They say it takes a village to raise a child. An entire village. And that’s the truth. A fact. I know this because that’s my lived experience.

I grew up in a community of less than a 1000 people. Everyone knows everyone. Maybe even arguably, at least at times,  a little too well.

But that’s okay.

Like when you’re out walking with your friends as a kid, chatting, and you get home to angry parents who had a phone call and knew whatever foolishness you were talking about.

Parents call your parents. Everyone is looking out for you. So you learn to talk a little quieter. Because, hey, you’re a kid and sometimes you just wanna be up to no good.

In winter storms, nearby neighbours would walk me home from the school just a couple houses away. To make sure I got home okay.

And I loved school. I was so excited to start. My childhood best friend was a year older than me, and so I waited for him to finish school so we could play. And fight. Because that’s what we did.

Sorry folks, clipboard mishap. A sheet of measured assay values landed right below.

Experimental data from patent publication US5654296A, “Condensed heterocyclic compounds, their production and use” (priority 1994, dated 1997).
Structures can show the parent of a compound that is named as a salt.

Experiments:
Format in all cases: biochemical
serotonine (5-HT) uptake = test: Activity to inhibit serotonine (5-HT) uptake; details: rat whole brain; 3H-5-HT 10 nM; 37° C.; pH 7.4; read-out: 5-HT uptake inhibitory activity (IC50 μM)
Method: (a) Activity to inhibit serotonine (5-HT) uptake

And when one of us wanted to go get a bag of chips and a can of pop, we went to one of our mothers and whichever one gave us enough money so we could both get something.

That was just how it was.

Everyone, as I have said, is looking out for everyone.

When I left for university, a gentleman who I refer to as “uncle,” who everyone refers to as “uncle” gave me 20 bucks whilst talking to me in a lineup at the bank. 20 bucks and best wishes.

And that meant the world to me. I couldn’t tell you how much that was actually worth.

In L’Anse au Loup, neighbours invite you over for Sunday dinners. Or drop them off to you.

Neighbours become friends. And your friends are your family. And everyone is, well, looking out for everyone.

I can still hear the voices of mothers yelling out the window for their children. My friends. It was lunch time, or supper time, or time to go in for the night.

“Just ten more minutes, please mom. Pleaseeeee!”

I would love to have just ten more minutes of that right now.

Just ten more minutes…




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